“I still have trouble saying it,” said Connie Arena, a mother of three from Buffalo, N.Y, who said the first time she imagined God as mother she was “totally blown away.”

“I didn’t know what to do with it,” she said. “It sounded sacrilegious, but I loved it.” Corcoran admitted the word is loaded with a sense of the idolatrous for Christians. But ultimately it comes down to the question: “Do we really believe that women are made in the image of God?”

As with many women, the answer to that question resides deep in the gut. “I’ve always known that the ancient feminine aspect of God was within me,” she said. “Coming here verifies that.”

Arena also was particularly moved by Our Lady of Guadalupe, although she had to get past some theological baggage about the Virgin Mary from her Catholic upbringing in order to appreciate her as a “manifestation of the suppressed divine feminine.”

“Mary has always been important to me, but there has been a disconnection because she’s so pure,” she said. “Now I’m trying to connect with her.”

The closing ritual on the last day of the Goddess GATE is profoundly emotional. This group of women and men traveled on a spiritual journey together and now they had to return to their busy lives in places far from here and from each other.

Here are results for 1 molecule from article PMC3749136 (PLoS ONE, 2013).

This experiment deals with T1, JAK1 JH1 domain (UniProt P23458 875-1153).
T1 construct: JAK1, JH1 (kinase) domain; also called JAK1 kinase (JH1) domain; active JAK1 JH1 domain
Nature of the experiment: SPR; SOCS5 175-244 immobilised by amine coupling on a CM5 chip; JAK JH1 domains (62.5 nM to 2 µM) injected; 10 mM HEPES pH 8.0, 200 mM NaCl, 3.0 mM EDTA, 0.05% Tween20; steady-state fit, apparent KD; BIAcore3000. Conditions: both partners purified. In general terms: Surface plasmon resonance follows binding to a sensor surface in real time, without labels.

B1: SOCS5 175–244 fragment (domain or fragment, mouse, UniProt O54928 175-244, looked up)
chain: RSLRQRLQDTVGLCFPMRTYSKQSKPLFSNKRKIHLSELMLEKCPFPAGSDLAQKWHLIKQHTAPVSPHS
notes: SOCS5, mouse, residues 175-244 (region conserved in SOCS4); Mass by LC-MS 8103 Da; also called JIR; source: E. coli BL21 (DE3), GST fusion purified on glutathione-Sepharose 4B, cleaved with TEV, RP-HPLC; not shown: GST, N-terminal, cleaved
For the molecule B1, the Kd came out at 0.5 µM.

Following a dramatic presentation of “Misa Mujer” (“Women’s Mass”) by a local performer, the Goddess GATE pilgrims shared the masks they had created throughout the week. They used words like power, strength, creativity and integration to describe the week’s experiences. Corcoran read a reflection that urged the participants to “find a new way ... the wise woman’s way.” Then each pilgrim was vested with a medallion of a woman and commissioned, bidding them safe passage to health, happiness and wholeness.

Any group of traveling companions is likely to build relationships, but the sense of community during the Goddess GATE is especially intense. “It’s not just the holy spots but the holy people,” said Michelle Sinclair, a divorced woman from Pittsburgh who had recently made a Franciscan pilgrimage to Assisi, Italy. “Out of anything I’ve ever done, I’ve felt the greatest sense of community with this group,” she said. “We’re so diverse, but what we have in common is our search for spirituality.”

National Catholic Reporter, January 22, 1999